Every student had to complete a life history interview with someone who
has been involved with food in some capacity within the Charlottesville
community. This was a formal, recorded interview through which we learned
about the evolution of the interviewee’s relationship with food over time, as well
as their current thoughts on food justice in the Charlottesville area and ideas for
how to improve it. My life history interviewee is named Angela Jefferson. She is
an African American woman, aged 72, who has lived in Charlottesville for the
majority of her life. Having grown up in Charlottesville, Ms. Jefferson has
witnessed many changes to the food system in Charlottesville over the years.
She believes that the city’s relationship to food has gone backwards over the
years, and that the city is not doing well at all in terms of food justice. Ms.
Jefferson believes that education is the most important factor in achieving food
justice. She believes that people are much less educated about food than they
used to be, and that in order to improve food justice, we must start by educating
My first thought leader interview was with Joan Schatzman, a longtime
resident of the Belmont neighborhood and one of the first female building
contractors in the city. She also grows much of her own produce organically in
her backyard garden. Ms. Schatzman also believes that education is a major
factor in the achievement of food justice. She believes that quality food is
essentially only available to those who have the education to get it. She also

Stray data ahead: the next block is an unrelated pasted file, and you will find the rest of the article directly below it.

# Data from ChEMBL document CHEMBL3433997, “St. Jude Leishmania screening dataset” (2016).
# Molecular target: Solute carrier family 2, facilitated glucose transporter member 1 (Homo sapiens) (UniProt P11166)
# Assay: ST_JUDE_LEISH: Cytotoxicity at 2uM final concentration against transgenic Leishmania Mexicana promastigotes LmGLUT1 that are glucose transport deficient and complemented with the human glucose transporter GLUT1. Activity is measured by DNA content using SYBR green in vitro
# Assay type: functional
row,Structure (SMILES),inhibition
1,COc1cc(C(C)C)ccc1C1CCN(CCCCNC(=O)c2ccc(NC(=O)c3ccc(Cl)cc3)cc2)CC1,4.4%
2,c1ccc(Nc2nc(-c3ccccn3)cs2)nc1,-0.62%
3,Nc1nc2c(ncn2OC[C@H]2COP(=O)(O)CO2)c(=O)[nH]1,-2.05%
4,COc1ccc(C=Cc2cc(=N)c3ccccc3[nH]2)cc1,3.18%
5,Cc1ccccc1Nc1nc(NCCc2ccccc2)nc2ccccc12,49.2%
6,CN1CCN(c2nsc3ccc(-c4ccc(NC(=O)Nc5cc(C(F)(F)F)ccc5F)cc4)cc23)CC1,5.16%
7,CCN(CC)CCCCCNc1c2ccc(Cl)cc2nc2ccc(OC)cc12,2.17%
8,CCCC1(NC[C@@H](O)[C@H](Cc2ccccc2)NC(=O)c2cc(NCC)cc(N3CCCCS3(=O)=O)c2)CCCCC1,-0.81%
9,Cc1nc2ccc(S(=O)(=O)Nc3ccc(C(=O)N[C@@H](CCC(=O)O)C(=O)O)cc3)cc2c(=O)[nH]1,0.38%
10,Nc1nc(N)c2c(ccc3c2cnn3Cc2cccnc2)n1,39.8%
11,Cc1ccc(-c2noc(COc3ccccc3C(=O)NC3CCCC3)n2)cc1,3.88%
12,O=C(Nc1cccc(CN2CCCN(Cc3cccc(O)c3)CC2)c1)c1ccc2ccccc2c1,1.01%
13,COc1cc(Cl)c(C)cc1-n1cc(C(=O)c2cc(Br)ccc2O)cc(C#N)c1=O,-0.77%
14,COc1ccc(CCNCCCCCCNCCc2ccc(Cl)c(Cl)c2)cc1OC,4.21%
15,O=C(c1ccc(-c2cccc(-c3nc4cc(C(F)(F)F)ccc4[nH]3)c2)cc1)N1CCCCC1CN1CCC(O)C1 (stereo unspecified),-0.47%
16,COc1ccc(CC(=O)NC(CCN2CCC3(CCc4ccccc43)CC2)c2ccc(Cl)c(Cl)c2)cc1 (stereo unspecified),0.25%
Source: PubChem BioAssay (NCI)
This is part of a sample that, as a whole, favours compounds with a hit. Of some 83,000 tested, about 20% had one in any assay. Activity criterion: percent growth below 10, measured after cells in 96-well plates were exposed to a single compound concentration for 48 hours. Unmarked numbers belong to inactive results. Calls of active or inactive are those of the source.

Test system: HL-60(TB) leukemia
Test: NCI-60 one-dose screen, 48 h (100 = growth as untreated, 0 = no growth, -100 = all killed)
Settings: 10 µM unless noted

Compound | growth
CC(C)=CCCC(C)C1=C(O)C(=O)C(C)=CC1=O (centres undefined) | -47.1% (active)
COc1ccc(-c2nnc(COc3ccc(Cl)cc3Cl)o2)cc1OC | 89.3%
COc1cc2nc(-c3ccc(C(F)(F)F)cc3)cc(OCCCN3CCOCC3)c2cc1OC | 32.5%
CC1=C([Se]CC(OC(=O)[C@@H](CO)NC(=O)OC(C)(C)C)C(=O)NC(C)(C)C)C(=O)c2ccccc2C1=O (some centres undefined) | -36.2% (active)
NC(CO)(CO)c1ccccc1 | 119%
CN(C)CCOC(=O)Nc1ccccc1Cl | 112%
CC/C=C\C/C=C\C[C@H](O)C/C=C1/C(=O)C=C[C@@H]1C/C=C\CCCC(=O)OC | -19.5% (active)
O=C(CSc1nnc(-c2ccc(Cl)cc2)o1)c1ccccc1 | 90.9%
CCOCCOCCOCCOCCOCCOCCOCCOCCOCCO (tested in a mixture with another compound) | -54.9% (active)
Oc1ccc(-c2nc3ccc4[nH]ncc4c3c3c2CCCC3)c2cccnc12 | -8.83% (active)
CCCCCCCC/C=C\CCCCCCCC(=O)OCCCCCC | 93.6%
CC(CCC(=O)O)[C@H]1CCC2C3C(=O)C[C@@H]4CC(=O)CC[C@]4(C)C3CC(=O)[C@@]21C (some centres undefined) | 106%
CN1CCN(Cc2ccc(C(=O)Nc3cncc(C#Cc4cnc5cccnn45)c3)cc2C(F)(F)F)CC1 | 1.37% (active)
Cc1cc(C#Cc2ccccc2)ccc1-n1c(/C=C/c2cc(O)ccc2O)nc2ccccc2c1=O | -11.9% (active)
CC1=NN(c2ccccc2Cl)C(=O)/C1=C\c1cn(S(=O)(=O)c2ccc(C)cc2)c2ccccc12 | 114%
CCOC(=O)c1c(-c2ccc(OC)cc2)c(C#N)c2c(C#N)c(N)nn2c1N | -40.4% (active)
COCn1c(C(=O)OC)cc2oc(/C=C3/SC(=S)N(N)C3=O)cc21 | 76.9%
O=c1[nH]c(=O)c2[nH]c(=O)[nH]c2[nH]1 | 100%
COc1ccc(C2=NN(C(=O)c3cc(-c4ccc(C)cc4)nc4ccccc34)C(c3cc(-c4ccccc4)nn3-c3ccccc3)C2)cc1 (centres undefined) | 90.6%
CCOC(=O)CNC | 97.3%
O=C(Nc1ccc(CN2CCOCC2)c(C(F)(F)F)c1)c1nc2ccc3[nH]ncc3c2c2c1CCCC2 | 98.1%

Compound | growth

thinks that current food policies are unfair and take advantage of vulnerable
populations, such as children.xi
My second thought leader interview was with Caitlin Riopel, the former
Community Coordinator at Habitat’s Sunrise Park in the Belmont-Carlton
neighborhood. She is also a longtime resident of Charlottesville and a former
resident of Belmont. One of the biggest issues she sees in Belmont in terms of
food justice- especially for the Sunrise Park former trailer residents- is that of
transportation. There are a number of residents who have very little access to
transportation. The people with little access to transportation therefore often do
their food shopping at convenience stores and gas stations that are within
walking distance. These places have little to offer, if anything, in the way of fresh,
healthy food. Another issue Ms. Riopel has seen at Sunrise is that a few children
with parents who have to work multiple jobs have to fend for themselves when it